Being a LEGO movie you will expect it to be bright and colourful, and it is to a degree, there is always a hint of darkness – because it’s Batman – and with HDR and the WCG really pushing the boundaries, they really make this a stand out image. Check out the brightness of the explosions (or Batman’s eyes), the depth to the shadows, the richness of the colours (Joker’s suit!); each and every one is incredible to behold and makes the 1080 image positively dull by comparison. Landscape shots, or that of the Phantom Zone are just bursting with energy (check out the green lightning!) with the black level contributing to a wonderful sense of 3D pop. Indeed particular attention has been paid by the animators to the lighting and this really pays dividends with respect to the picture; check out the sunsets or the fireplace in Wayne Manor or the microwave as Batman cooks – the added depth afforded by the wider range is something to behold.
Digitally there are no issues, the transfer is as clean as a whistle and in every respect this is a stunning picture.
Sound QualityThe disc defaults to the English 5.1 DTS-HD MA track (which is no slouch) so make sure to check Dolby Atmos in the setup menu if you want the full immersive experience. An aural tour de force is a phrase that comes to mind. Right from the off you are placed in the middle of the action as Batman narrates over the opening logos; the music swelling around the room as the dialogue penetrates from the front. Once the action starts, there are no holds barred; Joker's attack on McGuffin airlines with Batman’s timely rescue is an execution in surround expertise; effects are placed all around in 3D space – above, behind, left, right and everywhere in-between as gunshots, explosions, vehicle engines, dialogue, grappling hooks and more are positioned around the room, while the energetic score has its own layer in the mix, below which the bass holds everything in sway. It’s frenetic! Cut, a few minutes later, to Batman eating lobster thermidor in a huge cavern where the echoes of his chewing bounce around the room. Attention to detail forms the basis for the surround track as it follows precisely what is happening on screen allowing you to be cocooned in the mayhem. The above channels, while excellent in the ‘echo’ didn’t really stand out in the track as say Deepwater Horizon meaning some might not be using it as their demo disc of choice; it is, however, a very detailed, honed and accurate track with nothing lost in the mix, which makes for a very satisfying listen.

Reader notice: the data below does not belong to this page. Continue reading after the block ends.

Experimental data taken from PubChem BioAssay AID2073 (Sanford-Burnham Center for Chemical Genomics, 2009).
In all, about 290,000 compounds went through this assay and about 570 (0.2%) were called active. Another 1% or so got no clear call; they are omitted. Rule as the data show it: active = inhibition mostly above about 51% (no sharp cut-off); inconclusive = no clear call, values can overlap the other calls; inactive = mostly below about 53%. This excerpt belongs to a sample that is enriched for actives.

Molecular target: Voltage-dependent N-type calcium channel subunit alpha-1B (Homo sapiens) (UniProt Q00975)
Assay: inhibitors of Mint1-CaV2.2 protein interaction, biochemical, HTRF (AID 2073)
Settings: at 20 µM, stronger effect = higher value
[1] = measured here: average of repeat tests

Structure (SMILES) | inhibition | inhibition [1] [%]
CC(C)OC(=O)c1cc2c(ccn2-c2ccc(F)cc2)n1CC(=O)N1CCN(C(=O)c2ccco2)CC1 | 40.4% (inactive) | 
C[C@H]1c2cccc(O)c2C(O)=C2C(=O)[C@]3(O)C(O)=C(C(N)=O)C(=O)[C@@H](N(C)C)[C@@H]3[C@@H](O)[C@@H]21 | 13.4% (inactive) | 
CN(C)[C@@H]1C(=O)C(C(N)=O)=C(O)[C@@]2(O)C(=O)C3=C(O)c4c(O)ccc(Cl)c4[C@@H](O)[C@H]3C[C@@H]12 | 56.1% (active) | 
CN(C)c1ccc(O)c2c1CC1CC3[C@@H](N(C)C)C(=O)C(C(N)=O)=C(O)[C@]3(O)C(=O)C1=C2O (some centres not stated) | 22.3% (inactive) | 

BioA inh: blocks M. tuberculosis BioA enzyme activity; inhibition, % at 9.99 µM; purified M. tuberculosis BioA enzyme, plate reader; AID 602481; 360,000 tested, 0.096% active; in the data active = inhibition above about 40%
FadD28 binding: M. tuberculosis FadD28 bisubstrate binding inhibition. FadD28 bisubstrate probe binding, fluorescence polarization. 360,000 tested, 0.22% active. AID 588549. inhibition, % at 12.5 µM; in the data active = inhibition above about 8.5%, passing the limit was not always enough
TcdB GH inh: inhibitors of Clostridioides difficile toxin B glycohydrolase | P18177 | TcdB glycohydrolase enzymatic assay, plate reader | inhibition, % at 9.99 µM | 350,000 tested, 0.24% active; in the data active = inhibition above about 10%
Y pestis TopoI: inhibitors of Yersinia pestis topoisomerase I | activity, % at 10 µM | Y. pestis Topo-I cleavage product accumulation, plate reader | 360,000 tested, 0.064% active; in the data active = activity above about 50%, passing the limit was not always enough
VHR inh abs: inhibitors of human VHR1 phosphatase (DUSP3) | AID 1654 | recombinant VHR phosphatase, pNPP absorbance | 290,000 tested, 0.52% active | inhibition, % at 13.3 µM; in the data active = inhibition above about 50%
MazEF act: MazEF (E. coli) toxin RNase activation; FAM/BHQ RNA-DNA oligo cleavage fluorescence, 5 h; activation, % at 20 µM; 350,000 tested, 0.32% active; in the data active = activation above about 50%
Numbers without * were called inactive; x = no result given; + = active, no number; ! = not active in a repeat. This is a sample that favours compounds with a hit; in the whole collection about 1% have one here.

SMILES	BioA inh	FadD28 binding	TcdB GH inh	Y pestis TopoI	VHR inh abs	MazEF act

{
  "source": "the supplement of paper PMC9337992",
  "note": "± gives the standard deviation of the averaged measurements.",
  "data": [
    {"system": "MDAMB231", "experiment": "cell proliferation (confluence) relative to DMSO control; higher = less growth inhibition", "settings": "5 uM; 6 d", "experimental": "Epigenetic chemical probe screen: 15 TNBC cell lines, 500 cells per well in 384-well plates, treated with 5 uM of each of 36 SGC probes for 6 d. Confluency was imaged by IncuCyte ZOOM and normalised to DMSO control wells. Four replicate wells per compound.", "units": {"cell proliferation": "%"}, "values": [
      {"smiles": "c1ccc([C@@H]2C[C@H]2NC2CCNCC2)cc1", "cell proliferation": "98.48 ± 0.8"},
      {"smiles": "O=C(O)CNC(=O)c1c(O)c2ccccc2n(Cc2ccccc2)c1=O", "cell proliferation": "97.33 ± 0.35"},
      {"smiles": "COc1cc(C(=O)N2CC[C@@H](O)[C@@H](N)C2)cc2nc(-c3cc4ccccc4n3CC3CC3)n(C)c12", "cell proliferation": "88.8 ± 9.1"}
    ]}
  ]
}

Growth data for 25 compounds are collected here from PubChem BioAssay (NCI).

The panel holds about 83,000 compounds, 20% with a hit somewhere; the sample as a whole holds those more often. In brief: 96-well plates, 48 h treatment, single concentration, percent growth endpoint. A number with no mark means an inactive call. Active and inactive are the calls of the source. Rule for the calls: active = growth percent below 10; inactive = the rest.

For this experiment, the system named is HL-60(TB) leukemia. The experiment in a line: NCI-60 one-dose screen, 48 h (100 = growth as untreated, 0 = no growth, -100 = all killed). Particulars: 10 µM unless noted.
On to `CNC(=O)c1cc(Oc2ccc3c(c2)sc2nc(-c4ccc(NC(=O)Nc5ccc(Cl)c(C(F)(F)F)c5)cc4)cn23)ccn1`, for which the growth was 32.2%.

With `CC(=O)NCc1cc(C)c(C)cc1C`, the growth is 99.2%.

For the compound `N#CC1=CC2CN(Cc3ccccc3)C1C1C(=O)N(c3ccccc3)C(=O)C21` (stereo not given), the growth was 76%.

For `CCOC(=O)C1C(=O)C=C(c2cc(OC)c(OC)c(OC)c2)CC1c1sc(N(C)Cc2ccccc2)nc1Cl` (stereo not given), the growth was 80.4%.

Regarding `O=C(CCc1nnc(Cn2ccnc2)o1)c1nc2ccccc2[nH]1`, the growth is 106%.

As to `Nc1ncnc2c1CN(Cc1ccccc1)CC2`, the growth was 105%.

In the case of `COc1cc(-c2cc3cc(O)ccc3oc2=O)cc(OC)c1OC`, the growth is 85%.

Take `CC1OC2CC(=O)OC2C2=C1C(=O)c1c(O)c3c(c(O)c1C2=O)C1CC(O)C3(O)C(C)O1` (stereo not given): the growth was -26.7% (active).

ExtrasDisc 1 – UHD Blu-ray
Audio Commentary – Director Chris McKay acts as moderator to some 23 members of the crew (including editors, designers, producers and animation supervisors) all of whom have something very interesting to say about all the collaborative aspects of making a film as technically complex as The LEGO Batman Movie. It is an energetic and enthusiastic track with near non-stop information on everything about the film.